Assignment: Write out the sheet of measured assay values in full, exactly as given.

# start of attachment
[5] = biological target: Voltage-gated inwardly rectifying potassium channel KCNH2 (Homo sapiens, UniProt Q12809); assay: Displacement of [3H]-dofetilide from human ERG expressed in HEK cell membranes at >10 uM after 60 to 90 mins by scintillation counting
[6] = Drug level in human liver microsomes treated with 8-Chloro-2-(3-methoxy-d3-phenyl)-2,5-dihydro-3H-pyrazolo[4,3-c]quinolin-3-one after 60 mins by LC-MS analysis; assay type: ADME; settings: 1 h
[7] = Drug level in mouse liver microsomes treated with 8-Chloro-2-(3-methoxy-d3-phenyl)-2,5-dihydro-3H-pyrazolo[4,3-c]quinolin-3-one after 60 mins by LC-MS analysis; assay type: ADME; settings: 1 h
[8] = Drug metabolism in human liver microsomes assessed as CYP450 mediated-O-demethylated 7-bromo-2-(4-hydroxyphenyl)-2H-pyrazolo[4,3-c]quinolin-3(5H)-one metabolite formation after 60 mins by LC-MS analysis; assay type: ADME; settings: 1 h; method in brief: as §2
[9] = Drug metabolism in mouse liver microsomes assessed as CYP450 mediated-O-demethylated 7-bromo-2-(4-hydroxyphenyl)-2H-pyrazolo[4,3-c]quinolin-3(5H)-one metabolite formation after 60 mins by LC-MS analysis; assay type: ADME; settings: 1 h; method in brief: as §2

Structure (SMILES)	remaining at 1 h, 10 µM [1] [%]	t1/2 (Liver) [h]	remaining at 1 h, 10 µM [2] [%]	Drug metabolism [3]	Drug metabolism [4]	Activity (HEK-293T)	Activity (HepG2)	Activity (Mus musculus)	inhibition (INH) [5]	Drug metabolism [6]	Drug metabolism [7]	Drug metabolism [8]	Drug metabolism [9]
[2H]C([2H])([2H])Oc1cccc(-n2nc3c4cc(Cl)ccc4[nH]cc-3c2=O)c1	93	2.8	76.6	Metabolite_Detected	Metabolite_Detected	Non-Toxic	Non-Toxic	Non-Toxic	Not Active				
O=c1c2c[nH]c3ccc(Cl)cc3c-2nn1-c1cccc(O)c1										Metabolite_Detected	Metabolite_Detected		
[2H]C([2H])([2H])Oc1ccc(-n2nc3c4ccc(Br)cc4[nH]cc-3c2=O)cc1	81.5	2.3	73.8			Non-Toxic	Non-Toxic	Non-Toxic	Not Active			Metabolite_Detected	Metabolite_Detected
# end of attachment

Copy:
[5] = biological target: Voltage-gated inwardly rectifying potassium channel KCNH2 (Homo sapiens, UniProt Q12809); assay: Displacement of [3H]-dofetilide from human ERG expressed in HEK cell membranes at >10 uM after 60 to 90 mins by scintillation counting
[6] = Drug level in human liver microsomes treated with 8-Chloro-2-(3-methoxy-d3-phenyl)-2,5-dihydro-3H-pyrazolo[4,3-c]quinolin-3-one after 60 mins by LC-MS analysis; assay type: ADME; settings: 1 h
[7] = Drug level in mouse liver microsomes treated with 8-Chloro-2-(3-methoxy-d3-phenyl)-2,5-dihydro-3H-pyrazolo[4,3-c]quinolin-3-one after 60 mins by LC-MS analysis; assay type: ADME; settings: 1 h
[8] = Drug metabolism in human liver microsomes assessed as CYP450 mediated-O-demethylated 7-bromo-2-(4-hydroxyphenyl)-2H-pyrazolo[4,3-c]quinolin-3(5H)-one metabolite formation after 60 mins by LC-MS analysis; assay type: ADME; settings: 1 h; method in brief: as §2
[9] = Drug metabolism in mouse liver microsomes assessed as CYP450 mediated-O-demethylated 7-bromo-2-(4-hydroxyphenyl)-2H-pyrazolo[4,3-c]quinolin-3(5H)-one metabolite formation after 60 mins by LC-MS analysis; assay type: ADME; settings: 1 h; method in brief: as §2

Structure (SMILES)	remaining at 1 h, 10 µM [1] [%]	t1/2 (Liver) [h]	remaining at 1 h, 10 µM [2] [%]	Drug metabolism [3]	Drug metabolism [4]	Activity (HEK-293T)	Activity (HepG2)	Activity (Mus musculus)	inhibition (INH) [5]	Drug metabolism [6]	Drug metabolism [7]	Drug metabolism [8]	Drug metabolism [9]
[2H]C([2H])([2H])Oc1cccc(-n2nc3c4cc(Cl)ccc4[nH]cc-3c2=O)c1	93	2.8	76.6	Metabolite_Detected	Metabolite_Detected	Non-Toxic	Non-Toxic	Non-Toxic	Not Active				
O=c1c2c[nH]c3ccc(Cl)cc3c-2nn1-c1cccc(O)c1										Metabolite_Detected	Metabolite_Detected		
[2H]C([2H])([2H])Oc1ccc(-n2nc3c4ccc(Br)cc4[nH]cc-3c2=O)cc1	81.5	2.3	73.8			Non-Toxic	Non-Toxic	Non-Toxic	Not Active			Metabolite_Detected	Metabolite_Detected